"Dan A. Oren’s meticulous research reveals how the traditional exclusivist conception of Yale University evolved gradually over time, and with what consequences for Jews and other original outsiders. . . . Judicious in tone, balanced and fluently written."—A.J. Sherman, Times Literary Supplement

"A thoroughly researched, well-written account of the Jewish experience at Yale from the first Jewish graduate in 1809 to the present. . . . An important work."—Library Journal

"A fascinating and well-written survey of anti-Jewish attitudes and practices at Yale. In writing the first analysis of anti-Semitism at an American university, the author breaks new ground in merging institutional and social history."—Choice

"Oren’s extraordinary talents . . . have allowed him to pursue subtleties and nuances of Jewish–Gentile interactions that a less able historian might have blurred. Joining The Club is a marvelous monograph. It is based on broad and deep research into manuscript and secondary sources as well as on what appears to be approximately two hundred interviews with present and former Yale student, faculty members, and administrators. It is also written with a gracious style."—Leonard Dinnerstein, Journal of American History

"A valuable and impressive . . . yardstick for measuring the progress American Jews have made in the halls of academe."—Joseph Cohen, Judaica Book News

"A disturbing and important history of discrimination at one of our elite universities."—Daniel J. Wilson, History: Review of New Books

"Richly researched and well-written book that charts the history of Jews at Yale from the first Jewish student to the offer of the university presidency in 1977 to Polish-born Henry Rosovsky."—Naomi W. Cohen, American Historical Review

"Dan Oren has written a most complete, thoroughly researched, and well documented history describing discriminatory policies employed by the entire Yale community against Jewish students, Jewish faculty, and Jewish administrators. His work can serve as a case study depicting the unjust and prejudicial practices utilized by most other prestigious institutions of higher education in America."—Melvin Ezer, Educational Studies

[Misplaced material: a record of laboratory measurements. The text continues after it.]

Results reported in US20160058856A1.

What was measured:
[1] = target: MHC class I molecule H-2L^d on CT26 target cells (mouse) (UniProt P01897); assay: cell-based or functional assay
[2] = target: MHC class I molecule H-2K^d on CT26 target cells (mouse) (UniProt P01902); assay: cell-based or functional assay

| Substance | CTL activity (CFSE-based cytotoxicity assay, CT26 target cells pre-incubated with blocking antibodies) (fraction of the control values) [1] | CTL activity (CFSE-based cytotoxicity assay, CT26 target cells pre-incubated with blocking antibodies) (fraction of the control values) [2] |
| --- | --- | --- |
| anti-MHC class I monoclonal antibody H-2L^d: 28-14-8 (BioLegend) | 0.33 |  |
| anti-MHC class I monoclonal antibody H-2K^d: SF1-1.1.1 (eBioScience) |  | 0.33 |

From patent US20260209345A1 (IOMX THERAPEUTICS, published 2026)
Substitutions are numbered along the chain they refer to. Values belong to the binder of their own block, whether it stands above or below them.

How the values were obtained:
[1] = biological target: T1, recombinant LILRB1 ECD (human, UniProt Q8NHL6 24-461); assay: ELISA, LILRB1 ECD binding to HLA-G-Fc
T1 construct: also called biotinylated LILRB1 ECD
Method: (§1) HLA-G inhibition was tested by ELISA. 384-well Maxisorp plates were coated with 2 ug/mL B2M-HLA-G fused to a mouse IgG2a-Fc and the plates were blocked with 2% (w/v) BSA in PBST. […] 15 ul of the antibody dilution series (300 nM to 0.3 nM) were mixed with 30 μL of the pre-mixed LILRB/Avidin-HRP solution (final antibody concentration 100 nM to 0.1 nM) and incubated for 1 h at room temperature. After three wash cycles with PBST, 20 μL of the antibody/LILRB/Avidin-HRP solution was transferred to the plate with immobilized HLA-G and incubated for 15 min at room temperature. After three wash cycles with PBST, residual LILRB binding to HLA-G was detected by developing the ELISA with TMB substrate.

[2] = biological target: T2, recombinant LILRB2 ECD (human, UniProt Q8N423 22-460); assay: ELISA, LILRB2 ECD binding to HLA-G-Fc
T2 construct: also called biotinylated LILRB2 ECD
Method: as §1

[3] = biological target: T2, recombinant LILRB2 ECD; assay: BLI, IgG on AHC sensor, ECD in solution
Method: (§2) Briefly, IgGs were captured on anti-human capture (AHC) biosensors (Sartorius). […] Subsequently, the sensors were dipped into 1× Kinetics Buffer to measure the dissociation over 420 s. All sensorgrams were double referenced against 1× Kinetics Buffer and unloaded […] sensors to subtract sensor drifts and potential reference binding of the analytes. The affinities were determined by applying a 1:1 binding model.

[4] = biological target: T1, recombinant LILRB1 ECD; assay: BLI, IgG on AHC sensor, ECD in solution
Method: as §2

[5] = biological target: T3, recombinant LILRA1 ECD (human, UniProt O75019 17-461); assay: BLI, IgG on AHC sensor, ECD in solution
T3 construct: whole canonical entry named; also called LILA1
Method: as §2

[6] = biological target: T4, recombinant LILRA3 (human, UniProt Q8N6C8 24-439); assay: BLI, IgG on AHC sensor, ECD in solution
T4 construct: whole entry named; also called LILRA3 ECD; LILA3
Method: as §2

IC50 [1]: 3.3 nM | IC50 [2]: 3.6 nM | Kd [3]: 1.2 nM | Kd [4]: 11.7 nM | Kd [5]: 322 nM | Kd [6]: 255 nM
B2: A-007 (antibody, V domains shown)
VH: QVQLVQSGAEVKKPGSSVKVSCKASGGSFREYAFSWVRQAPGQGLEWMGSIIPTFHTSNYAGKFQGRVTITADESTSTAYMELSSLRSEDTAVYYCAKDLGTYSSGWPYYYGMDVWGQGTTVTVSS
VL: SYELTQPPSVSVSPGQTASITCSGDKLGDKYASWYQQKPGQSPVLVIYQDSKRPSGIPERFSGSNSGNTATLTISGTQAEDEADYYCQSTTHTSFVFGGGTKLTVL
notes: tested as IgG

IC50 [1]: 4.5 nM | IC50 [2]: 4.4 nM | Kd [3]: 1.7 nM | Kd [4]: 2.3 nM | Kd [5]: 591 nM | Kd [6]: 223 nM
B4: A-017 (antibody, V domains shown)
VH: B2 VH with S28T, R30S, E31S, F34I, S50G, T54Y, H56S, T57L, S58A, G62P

"Oren’s study is an important contribution to our understanding of nativism in American culture. It shows the roles of leaders within and without the oppressed group as prejudice clouds sound reason in generating discrimination. It documents well the perceptions of one oppressed group and calls for similar indepth studies of others. It clearly shows how persistent and self-defeating uuuntrammeled prejudice can be in our most prized institutions of higher learning."—Sister John Christine Wolkerstorfer, C.S.J., Oral History Review

"A provocative book full of revealing anecdotes."—Irving Abella, Canadian Review of American Studies

"A history of Jews at Yale from 1809 to the present, drawing comparisons to the Jewish experience at other elite colleges and universities and to the experiences of other minorities at Yale. Oren finds that during the 20th century anti-Semitism intensified and led to restrictions against Jewish enrollment that continued until the 1960s."—Jewish Book World
A Yale Tercentennial Book
Bright Pages
Yale Writers, 1701-2001

Edited and with an introduction by J.D. McClatchy